Skip to main content.

Integrate a service pack into the OS distribution point

This step is optional; you can apply a service pack just like you apply any other hotfix later. But combining the service pack into the distribution point now will make installation faster and let the OS have a smaller footprint on the harddisk of your computer.

NOTE: You cannot do this with certain OEM versions of Windows XP (we are unsure about Windows 2000). The process will appear to work, but after the first reboot the installer will abort saying, "The file vga.sys is corrupted". For an OEM installation of XP, your only option is to apply the service pack after installing the OS; see the winxp-updates.bat script and the application installation document for more information.

NOTE: On 2005-06-28, Microsoft published a rollup package for Windows 2000 SP4. Although it is possible to slipstream this package into Windows 2000 with Service Pack 4, we do not recommend it. The problem is that this package contains fixes for Internet Explorer 6 SP1 which is not included in Windows 2000 and installed after the Windows installation by Unattended. Windows update will demand that package again. For more information, see here (sorry, only in german).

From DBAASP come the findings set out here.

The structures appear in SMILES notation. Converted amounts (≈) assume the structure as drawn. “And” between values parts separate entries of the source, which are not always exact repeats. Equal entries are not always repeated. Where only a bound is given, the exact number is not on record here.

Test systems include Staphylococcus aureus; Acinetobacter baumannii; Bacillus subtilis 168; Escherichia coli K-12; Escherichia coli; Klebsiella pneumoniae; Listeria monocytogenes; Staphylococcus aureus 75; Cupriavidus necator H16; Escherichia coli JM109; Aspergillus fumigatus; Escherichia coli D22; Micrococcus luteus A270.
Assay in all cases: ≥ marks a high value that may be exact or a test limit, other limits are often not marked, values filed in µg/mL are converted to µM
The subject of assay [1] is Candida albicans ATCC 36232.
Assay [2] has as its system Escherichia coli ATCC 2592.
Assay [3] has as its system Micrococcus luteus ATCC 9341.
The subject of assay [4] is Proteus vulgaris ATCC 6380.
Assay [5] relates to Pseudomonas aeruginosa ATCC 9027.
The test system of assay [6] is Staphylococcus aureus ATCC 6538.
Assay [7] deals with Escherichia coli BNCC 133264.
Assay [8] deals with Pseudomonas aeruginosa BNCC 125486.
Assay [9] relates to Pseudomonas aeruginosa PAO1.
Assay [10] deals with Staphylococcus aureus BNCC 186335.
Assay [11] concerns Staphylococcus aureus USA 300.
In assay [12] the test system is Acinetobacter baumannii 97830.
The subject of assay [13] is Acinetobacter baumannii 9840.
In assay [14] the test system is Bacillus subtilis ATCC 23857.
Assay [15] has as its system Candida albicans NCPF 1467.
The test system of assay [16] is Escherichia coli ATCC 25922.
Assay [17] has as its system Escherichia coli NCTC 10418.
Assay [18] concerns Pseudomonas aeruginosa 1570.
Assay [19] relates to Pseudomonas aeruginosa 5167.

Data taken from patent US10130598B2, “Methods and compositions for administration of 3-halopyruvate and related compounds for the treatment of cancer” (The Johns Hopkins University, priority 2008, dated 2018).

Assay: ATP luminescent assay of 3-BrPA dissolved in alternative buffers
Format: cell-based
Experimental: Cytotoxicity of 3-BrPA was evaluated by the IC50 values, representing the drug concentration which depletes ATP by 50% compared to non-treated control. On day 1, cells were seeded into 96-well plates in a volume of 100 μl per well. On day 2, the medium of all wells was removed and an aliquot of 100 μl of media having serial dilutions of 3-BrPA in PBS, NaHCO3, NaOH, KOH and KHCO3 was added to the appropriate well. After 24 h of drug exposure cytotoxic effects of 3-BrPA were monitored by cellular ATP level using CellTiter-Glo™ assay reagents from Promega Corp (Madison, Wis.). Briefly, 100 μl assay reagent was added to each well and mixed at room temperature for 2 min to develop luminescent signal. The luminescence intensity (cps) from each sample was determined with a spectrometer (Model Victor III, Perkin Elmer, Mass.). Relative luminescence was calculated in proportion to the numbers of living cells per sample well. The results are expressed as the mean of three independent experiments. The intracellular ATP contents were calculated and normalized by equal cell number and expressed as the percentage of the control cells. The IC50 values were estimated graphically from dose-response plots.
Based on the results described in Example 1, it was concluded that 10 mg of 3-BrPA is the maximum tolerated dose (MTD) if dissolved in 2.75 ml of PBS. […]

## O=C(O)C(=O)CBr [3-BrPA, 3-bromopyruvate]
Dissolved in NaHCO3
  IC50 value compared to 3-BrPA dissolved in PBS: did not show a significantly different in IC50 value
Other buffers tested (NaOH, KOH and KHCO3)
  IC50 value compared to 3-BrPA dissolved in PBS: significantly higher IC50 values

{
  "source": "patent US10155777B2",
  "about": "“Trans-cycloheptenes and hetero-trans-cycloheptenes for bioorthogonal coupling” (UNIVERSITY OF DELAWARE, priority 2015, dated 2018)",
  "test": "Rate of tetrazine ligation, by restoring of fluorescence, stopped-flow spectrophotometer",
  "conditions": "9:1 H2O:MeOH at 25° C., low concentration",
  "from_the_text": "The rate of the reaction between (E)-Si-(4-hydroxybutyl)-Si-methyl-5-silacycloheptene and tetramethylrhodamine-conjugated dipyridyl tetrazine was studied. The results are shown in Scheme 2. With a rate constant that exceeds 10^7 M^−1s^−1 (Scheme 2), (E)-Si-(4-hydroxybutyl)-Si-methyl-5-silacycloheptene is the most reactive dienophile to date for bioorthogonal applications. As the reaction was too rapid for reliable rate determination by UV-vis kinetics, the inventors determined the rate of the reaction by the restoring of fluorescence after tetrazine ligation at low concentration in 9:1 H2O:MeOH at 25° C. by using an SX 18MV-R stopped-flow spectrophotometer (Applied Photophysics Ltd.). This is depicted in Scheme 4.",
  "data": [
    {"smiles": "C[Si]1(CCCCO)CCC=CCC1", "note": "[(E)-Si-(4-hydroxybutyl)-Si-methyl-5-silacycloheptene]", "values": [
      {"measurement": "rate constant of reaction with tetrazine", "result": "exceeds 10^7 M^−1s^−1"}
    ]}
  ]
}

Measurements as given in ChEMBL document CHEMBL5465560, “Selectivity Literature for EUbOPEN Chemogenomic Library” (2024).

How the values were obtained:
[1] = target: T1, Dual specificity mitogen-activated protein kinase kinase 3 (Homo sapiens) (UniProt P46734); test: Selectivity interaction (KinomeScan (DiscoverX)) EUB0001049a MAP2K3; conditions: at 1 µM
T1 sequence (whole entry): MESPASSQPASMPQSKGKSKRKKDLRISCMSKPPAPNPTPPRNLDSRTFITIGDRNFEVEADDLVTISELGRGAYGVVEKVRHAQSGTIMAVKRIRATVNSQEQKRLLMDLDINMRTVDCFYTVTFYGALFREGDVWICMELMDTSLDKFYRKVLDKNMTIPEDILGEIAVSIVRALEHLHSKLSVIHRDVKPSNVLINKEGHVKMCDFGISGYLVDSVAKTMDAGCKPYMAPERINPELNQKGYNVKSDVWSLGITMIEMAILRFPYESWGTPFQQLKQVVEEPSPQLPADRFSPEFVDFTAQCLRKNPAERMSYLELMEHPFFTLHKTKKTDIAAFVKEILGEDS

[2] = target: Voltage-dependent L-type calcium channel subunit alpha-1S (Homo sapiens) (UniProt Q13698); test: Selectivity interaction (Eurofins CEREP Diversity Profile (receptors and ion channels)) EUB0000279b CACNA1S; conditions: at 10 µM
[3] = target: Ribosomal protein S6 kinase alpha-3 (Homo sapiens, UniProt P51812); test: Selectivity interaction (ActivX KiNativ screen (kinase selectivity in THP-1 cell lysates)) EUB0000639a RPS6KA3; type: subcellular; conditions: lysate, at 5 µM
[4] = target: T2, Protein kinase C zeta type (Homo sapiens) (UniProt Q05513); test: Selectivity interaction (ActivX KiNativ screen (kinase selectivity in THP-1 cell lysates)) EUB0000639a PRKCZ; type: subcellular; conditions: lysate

If you are using a retail or volume-licensed OS, read on.

To apply the service pack to the installation point, use the "slipstreaming" feature. You can find details in Microsoft's Windows 2000 Service Pack 4 Installation and Deployment Guide or Windows XP Service Pack 1 Installation and Deployment Guide.

The procedure is the same for Windows 2000 and XP. Using Windows XP Service Pack 2 as an example:

  1. Copy or rename Z:\os\winxp to Z:\os\winxpsp2. This name is not accurate yet, but it will be in a few minutes.
  2. Download the service pack (network installation) from Microsoft. This will be a package file, say WindowsXP-KB835935-SP2-ENU.exe.
  3. Run
        WindowsXP-KB835935-SP2-ENU.exe /u /x:c:\xpsp2

    This will extract the service pack files to the folder c:\xpsp2. Any folder will do.

  4. Run
        c:\xpsp2\i386\update\update.exe /s:z:\os\winxpsp2

    This applies the service pack to the distribution point Z:\winxpsp2, creating an integrated ("slipstreamed") WinXP SP2 tree. Due to a bug, you must be a local administrator for this command to work, even if you have write access to the target folder. Also, you must be running XP to use the XP service pack installer.